Australian landscape watercolours- a legacy of Albert Namatjira

Exhibiting in the Gort Framing Studio is a collection of landscape watercolours of western Australia, painted in the style of the Hermannsburg School. 

 This movement originated in Alice Springs in the 1970s , bringing to fame Albert Namatjira. These paintings are by his contempories, both emerging and established artists. 


The Hermannsburg School is an art movement, or art style, which began at the Hermannsburg Mission in the 1930s. The best known artist of the style is Albert Namatjira. The movement is characterised by watercolours of western-style landscapes that depict the often striking colours of the Australian outback.


Located 125 km west of Alice Springs, in Central Australia, Hermannsburg was founded by Lutheran missionaries in 1877. The Western Arrernte people have lived in this region for thousands of years. In 1941 Rex Battarbee founded the Aranda Art Group, which controlled the supply of materials and helped handle the business affairs of the emerging artists.


The Hermannsburg painters' work is characterised by soft hues, usually water colours, of their Western Arrernte landscape, which European settlers named the Western Macdonnell Ranges. Previously, Western Arrernte people had only used art in a ceremonial sense, as topographical interpretations of their country and their particular Dreamings, painted using symbols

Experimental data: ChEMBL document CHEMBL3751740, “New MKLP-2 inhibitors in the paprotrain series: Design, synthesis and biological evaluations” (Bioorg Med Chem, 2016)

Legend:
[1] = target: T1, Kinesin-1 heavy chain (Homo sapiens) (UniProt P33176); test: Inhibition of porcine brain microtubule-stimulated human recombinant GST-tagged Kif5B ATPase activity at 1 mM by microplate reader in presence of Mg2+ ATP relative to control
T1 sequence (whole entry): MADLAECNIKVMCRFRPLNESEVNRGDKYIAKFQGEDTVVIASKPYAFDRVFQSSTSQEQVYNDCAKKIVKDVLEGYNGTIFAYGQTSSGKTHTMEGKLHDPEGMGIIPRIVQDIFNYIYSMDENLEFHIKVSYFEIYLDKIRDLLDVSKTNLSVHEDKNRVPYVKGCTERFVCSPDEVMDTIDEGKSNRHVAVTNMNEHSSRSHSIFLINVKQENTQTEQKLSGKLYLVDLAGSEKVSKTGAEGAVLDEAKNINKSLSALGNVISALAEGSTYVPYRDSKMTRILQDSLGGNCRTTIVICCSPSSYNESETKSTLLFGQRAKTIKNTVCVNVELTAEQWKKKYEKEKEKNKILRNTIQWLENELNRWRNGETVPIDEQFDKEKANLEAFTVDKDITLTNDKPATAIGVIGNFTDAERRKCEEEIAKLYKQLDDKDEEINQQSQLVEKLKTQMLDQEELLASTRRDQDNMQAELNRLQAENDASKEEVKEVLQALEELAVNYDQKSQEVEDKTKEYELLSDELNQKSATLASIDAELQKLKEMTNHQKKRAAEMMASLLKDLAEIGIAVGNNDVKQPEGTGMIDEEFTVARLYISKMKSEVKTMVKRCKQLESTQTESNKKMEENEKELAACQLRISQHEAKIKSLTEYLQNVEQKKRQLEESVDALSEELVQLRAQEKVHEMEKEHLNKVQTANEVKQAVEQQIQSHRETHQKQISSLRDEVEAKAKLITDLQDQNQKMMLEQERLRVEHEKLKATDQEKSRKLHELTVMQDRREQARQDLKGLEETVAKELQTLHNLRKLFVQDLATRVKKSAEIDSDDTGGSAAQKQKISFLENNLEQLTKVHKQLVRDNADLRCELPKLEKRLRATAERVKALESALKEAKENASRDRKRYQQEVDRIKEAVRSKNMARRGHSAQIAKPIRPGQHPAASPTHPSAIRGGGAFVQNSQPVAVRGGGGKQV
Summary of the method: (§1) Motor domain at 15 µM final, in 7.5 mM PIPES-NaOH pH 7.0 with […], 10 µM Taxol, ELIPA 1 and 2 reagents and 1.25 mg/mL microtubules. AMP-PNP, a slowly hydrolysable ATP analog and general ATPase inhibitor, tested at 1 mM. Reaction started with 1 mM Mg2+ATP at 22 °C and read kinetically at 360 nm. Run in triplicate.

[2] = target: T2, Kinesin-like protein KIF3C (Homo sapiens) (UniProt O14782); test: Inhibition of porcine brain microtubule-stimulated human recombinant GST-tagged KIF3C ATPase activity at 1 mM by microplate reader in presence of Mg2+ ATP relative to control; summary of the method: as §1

Early works by Albert also conveyed this spiritual connection with the land. They shared an intimate knowledge of the land on which they had lived for thousands of years. The Ghost Gum features prominently in the works, a sacred and important part of Western Arrernte mythology.


The paintings exhibited here were created across a range of 40 years or so, from the 1970s to the present day. The Hermannsburg style continues to develop and there are many established and emerging artists painting today.


Exhibition runs through April and May 2018. Paintings are for sale and sales help support these emerging artists .